This semi-film within a film opens in the office of producer George Jessel, who never saw a camera he couldn't get in front of, who is holding a story conference to determine the screen ... See full summary »
This semi-film within a film opens in the office of producer George Jessel, who never saw a camera he couldn't get in front of, who is holding a story conference to determine the screen treatment for the life of Eva Tanguay, and Jessel is unhappy with what the writers present him.He tells them to look up Eddie McCoy, Eva's one-time partner, for the real inside story on the lusty and vital Eva. Eddie's version is that he discovered her working as a waitress in an Indianapolis restaurant in 1912, wherein singer Larry Woods and his partner Charles Bennett get into a fight over her and both land in the hospital, and McCoy convinces the manager to put Eva on as a single to fill their spot. She flopped, but McCoy arranges for Bennett to be her accompanist, and she went out of his life. The writers look up Bennett, now head of a music publishing company, who says McCoy's story is phony, and it was Flo Zigfeld who discovered Eva for his Follies. Then Jessel's staff comes up with a letter from... Written by
Les Adams <firstname.lastname@example.org>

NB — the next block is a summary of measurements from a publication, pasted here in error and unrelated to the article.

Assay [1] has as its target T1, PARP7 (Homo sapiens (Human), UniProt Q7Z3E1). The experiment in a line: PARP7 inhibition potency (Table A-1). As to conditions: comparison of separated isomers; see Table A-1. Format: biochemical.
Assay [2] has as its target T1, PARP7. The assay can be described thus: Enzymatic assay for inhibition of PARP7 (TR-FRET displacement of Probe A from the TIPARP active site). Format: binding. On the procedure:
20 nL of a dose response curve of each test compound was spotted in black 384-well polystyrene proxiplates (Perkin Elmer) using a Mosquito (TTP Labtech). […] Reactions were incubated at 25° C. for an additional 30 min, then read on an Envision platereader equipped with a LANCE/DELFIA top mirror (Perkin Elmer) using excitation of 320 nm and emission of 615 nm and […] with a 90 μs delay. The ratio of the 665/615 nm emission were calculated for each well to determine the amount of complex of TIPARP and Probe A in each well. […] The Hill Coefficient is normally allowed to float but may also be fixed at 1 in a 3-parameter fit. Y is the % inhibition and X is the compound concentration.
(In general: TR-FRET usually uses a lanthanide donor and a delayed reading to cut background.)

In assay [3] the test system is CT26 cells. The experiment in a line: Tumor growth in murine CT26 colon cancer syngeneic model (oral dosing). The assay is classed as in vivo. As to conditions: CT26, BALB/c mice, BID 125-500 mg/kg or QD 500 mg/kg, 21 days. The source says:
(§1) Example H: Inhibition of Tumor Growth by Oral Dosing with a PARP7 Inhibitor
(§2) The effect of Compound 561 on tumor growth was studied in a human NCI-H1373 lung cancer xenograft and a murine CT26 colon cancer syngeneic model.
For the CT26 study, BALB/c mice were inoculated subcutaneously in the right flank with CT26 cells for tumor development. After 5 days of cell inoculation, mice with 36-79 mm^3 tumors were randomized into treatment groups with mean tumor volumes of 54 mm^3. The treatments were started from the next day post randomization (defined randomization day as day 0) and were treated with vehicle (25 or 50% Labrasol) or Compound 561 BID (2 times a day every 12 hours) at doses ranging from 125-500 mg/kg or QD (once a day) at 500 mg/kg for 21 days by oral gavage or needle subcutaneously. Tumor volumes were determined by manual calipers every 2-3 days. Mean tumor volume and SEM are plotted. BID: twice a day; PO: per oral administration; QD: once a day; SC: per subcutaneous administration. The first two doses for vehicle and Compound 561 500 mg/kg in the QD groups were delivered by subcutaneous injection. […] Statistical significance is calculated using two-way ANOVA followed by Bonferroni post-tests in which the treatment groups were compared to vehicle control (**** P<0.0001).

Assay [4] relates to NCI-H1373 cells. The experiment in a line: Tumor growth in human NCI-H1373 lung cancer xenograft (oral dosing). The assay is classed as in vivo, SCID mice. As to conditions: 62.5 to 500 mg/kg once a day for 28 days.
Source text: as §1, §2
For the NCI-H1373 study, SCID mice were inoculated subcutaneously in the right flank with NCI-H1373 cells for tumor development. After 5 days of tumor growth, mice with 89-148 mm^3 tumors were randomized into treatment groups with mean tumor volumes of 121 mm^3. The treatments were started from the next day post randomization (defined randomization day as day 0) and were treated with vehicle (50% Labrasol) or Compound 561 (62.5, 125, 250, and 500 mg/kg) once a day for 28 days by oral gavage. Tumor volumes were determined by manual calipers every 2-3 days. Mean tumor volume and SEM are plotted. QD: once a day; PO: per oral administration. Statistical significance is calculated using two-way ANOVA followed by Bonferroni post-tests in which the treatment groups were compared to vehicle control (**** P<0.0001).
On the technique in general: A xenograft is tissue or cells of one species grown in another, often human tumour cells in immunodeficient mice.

...why Mitzi Gaynor, certainly one of the most talented ladies in the business, never became a major movie star. here's your answer: too many movies like this. Taking a RASHAMON approach to the life of Eva Tanguay is certainly a novel idea, but right from the start post-production butchery is all too obvious and the remaining seventy-nine minutes make little or no sense what so ever. I truly believe someone was trying to do poor Miss Gaynor in with this one. Characters appear and disappear randomly, the score is mediocre at best, and the production numbers - where Miss Gaynor should really shine - are executed in such a sloppy, slap-dash way that it is hard to believe this film was released by a major studio. Gaynor shines during the first rendition of "I Don't Care" which is done in true (movie) vaudeville style and gives some glimpse of what the real Miss Tanguay must have been like as a performer, but the other numbers (I suppose those conceived by Jack Cole)are a mess, totally out of period, including a hep cat version of the title tune that has Mitzi dancing in a chug-chug style that does nothing to display her very real dancing talent. During this number her two male co-stars keep turning up in different guises long after one of them has left the story. Huh? Looking at a quartet of films (this mess, THE BLOODHOUNDS OF Broadway, DOWN AMONG THE SHELTERING PALMS, and GOLDEN GIRL)designed to make Miss Gaynor a star, one wonders what the powers that be were thinking. No wonder Marilyn arrived on the scene shortly there after and staked out the Fox lot for herself!
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